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Liberal backbench MP Pablo Rodriguez talks to reporters outside the House of Commons after Question Period Wednesday. He introduced the Kyoto bill that was passed despite opposition from the Conservative government. ((Fred Chartrand/Associated Press))

The opposition parties teamed up Wednesday topass a privatemember'sbill that requires the government to meet international Kyoto targets — despite the Conservatives' attempt to kill the bill hours before the vote.

The bill,which was introduced 10 months ago by Liberal backbencher Pablo Rodriguez, gives the government 60 days to table a detailed plan outlining how Canada will reduce its greenhouse gas emissions.

The bill, backed by the NDP and the Bloc Québécois, passed 161-113 on Wednesday night. All the Conservatives who were present voted against it.

"I declare the motion passed," Speaker Peter Milliken said.

The bill urges the government to create fines and jail terms for businesses and industries that over-pollute.

Under the international Kyoto protocol, which was signed by Canada under a previous Liberal government in 1998 and ratified in 2002, the country agreed to reduce greenhouse-gas emissions by six per cent from 1990 levels by 2012.

After Stephen Harper and the Conservatives won the 2006 election, they saidCanada's Kyoto commitments were not achievable within the 2012 deadline andwoulddevastate the economy.

Tories tried to get bill declared invalid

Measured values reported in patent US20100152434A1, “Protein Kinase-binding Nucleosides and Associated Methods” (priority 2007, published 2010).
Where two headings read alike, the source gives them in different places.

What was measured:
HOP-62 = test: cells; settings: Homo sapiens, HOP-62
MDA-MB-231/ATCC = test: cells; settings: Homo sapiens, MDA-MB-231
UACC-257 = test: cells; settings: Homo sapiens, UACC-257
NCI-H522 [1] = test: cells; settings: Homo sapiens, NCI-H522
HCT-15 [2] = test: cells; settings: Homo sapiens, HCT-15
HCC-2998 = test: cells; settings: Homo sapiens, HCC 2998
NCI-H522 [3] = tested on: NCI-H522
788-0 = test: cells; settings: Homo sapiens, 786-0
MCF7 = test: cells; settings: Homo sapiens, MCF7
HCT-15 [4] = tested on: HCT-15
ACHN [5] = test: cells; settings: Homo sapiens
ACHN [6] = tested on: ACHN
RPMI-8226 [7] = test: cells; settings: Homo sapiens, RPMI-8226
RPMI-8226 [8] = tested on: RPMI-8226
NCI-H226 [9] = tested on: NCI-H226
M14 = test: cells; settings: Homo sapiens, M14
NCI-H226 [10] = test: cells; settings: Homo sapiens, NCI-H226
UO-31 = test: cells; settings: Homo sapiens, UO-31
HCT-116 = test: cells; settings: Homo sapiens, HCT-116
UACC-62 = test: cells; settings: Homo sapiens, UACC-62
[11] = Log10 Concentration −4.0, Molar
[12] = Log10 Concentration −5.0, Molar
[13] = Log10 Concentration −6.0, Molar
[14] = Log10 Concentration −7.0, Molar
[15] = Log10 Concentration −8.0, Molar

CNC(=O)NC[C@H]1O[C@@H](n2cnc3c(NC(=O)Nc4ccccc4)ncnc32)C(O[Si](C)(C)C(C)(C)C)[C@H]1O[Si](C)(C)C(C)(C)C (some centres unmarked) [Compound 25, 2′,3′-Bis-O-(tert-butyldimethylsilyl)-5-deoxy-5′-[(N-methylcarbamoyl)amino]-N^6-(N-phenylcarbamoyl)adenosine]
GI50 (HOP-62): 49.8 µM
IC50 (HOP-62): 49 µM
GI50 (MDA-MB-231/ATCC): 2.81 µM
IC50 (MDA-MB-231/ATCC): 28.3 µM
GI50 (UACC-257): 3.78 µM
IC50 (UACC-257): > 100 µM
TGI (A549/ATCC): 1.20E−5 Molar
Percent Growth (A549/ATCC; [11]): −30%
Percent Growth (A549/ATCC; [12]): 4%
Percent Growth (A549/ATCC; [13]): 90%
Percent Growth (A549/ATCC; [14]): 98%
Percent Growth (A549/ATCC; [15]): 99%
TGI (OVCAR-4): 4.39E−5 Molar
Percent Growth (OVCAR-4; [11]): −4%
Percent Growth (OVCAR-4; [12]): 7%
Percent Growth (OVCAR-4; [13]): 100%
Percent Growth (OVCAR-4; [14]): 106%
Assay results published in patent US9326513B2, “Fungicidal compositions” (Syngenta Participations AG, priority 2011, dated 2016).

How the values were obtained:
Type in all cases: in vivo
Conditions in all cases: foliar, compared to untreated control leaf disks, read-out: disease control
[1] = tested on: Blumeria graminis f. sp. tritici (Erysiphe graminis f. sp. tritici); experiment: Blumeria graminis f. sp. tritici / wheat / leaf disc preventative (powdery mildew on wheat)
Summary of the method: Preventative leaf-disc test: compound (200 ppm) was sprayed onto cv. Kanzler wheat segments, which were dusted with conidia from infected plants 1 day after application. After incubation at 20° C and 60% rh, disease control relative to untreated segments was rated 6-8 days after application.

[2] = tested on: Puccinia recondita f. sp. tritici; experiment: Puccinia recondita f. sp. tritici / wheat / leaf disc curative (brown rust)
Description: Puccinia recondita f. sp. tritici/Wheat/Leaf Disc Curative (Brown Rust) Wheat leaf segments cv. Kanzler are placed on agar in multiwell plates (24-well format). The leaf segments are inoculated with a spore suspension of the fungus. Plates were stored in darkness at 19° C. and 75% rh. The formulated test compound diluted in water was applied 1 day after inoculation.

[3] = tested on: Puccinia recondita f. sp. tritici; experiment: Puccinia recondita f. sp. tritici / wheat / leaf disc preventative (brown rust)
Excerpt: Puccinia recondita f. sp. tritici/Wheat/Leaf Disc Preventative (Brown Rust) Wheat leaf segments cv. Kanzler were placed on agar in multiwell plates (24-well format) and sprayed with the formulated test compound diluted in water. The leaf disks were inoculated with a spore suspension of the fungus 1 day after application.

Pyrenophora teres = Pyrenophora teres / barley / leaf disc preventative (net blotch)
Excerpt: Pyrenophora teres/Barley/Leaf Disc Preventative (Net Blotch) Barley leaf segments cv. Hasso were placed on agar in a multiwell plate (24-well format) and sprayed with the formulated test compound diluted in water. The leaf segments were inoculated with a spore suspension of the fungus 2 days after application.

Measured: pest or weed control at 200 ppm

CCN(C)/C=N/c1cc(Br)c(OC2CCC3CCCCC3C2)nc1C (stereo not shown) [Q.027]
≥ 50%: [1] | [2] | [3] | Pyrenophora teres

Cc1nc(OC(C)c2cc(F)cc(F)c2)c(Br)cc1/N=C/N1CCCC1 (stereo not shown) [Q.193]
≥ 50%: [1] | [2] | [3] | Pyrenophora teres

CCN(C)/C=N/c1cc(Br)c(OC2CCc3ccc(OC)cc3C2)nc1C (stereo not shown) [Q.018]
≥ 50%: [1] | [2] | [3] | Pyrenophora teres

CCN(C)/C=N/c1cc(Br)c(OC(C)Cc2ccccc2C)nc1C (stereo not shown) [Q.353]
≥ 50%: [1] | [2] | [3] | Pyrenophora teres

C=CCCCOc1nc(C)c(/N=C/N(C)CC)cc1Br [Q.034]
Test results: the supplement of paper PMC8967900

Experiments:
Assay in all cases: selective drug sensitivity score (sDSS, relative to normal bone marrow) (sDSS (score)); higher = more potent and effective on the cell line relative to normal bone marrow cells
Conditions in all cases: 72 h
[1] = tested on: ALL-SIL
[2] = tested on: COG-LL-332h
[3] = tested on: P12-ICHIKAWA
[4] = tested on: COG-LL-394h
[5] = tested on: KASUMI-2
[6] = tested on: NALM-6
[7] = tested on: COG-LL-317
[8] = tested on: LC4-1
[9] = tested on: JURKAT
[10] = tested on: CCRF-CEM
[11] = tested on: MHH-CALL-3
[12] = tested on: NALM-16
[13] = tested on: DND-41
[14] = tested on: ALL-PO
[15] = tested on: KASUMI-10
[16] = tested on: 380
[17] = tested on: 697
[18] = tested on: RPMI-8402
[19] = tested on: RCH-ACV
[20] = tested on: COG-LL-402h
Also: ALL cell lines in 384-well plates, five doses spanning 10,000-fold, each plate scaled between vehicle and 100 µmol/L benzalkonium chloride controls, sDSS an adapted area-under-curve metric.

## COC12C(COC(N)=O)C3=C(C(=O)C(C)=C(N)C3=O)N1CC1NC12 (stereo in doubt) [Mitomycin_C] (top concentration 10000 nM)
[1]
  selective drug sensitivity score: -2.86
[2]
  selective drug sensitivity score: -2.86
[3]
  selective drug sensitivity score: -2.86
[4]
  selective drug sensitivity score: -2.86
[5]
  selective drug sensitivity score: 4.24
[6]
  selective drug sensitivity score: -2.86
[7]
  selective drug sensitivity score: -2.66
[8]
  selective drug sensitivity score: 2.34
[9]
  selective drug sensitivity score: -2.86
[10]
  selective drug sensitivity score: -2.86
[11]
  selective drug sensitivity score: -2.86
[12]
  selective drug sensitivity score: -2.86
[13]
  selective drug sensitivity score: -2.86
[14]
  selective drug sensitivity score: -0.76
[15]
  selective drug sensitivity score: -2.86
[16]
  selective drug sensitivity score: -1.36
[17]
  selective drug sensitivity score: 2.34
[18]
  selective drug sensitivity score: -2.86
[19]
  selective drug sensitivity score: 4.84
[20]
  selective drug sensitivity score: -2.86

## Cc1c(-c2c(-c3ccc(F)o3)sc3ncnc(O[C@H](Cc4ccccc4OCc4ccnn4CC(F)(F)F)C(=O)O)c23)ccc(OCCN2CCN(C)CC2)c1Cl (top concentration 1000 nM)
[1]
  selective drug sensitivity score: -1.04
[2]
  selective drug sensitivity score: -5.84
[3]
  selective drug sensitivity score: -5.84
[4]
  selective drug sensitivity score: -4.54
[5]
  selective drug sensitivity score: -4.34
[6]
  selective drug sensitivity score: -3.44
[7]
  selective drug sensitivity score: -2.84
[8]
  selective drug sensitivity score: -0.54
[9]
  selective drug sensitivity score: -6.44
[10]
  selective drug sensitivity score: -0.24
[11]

Several hours before the vote on Rodriguez's bill on Wednesday, the Speaker turned down a Conservative appeal to have the bill declared invalid.

The Tories argued the bill would force the government to spend money against its will, but Milliken said the bill contained no specific spending measures.

Rodriguez has said that his bill,which is expected to be passed by the Liberal-dominated Senate, would compel the government to act.

"They are bound to it. It's the law of the land," Rodriguez said before the vote. "The prime minister cannot cherry pick laws. He's not the new emperor of Canada.

"The government has to respect it and implement it. If not, we go to the courts," he said.

Rodriguez insisted the bill isn't part of a political game and that it would apply to the Liberals if they win the next election.

However, Environment Minister John Baird says there are no consequences or penalties if the conditions of the bill aren't followed.

"It's really a toothless tiger. All it does is talk about more plans and more studies … we need real action," he said before the vote.

David Docherty, a professor at Wilfrid Laurier University, said it will be up to the opposition to enforce the bill — if it becomes law — and the government doesn't meet the deadline for action.

"Well, if they don't come up with a plan in 60 days, I guess the question is then, how far is the opposition willing to go to make them do that?" Docherty said.

Docherty said the opposition could hold a non-confidence vote if the Conservatives ignore the legislation, but he isn't convinced all three parties are eager to trigger a spring election.

Earlier this month, the House of Commons passed a non-binding motion calling on the government to honour the Kyoto commitments. Harper didn't attend the vote.